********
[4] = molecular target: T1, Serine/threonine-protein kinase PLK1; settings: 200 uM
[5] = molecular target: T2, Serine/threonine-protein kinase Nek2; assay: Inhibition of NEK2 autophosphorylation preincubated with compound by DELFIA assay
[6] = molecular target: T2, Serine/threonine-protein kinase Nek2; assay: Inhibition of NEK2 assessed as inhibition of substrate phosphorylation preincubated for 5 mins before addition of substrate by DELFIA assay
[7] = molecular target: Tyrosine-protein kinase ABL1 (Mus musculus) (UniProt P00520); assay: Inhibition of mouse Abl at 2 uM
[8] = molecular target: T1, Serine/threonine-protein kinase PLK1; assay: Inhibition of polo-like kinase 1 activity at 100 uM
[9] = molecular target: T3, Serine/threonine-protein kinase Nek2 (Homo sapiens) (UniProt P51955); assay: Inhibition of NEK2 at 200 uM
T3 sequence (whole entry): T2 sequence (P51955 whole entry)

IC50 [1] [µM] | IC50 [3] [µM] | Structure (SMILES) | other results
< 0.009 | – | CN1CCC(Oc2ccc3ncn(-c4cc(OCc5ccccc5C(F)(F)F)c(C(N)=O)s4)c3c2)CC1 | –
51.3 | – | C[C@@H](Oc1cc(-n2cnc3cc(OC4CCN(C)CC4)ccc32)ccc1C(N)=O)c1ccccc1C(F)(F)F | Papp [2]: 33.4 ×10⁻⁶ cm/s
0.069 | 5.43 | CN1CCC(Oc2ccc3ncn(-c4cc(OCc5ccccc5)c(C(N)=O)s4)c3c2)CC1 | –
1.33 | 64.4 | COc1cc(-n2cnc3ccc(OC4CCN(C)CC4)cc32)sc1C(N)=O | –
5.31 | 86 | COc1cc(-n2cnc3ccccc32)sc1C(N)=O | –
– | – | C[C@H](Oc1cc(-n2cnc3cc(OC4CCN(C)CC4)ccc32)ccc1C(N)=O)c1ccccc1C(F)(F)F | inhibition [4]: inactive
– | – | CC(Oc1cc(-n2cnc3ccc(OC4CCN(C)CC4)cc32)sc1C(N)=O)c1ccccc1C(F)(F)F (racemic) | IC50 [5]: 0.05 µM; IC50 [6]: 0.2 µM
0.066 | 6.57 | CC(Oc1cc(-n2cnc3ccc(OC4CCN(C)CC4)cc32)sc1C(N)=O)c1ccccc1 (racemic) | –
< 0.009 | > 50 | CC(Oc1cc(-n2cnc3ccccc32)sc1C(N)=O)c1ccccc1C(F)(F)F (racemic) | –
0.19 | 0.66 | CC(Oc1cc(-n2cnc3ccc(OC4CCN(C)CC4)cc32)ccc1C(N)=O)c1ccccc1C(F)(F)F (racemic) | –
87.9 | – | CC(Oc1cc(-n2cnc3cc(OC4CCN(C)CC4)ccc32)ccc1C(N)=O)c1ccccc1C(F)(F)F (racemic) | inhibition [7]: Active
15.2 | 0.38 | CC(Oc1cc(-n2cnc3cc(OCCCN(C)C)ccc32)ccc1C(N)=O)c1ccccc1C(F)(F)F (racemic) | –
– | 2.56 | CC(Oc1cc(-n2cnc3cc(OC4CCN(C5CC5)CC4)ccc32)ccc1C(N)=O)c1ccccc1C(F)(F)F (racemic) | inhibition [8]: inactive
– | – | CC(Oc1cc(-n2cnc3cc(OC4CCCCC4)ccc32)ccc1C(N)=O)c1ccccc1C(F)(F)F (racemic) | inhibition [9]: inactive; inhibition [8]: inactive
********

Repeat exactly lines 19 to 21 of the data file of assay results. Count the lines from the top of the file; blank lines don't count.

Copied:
87.9 | – | CC(Oc1cc(-n2cnc3cc(OC4CCN(C)CC4)ccc32)ccc1C(N)=O)c1ccccc1C(F)(F)F (racemic) | inhibition [7]: Active
15.2 | 0.38 | CC(Oc1cc(-n2cnc3cc(OCCCN(C)C)ccc32)ccc1C(N)=O)c1ccccc1C(F)(F)F (racemic) | –
– | 2.56 | CC(Oc1cc(-n2cnc3cc(OC4CCN(C5CC5)CC4)ccc32)ccc1C(N)=O)c1ccccc1C(F)(F)F (racemic) | inhibition [8]: inactive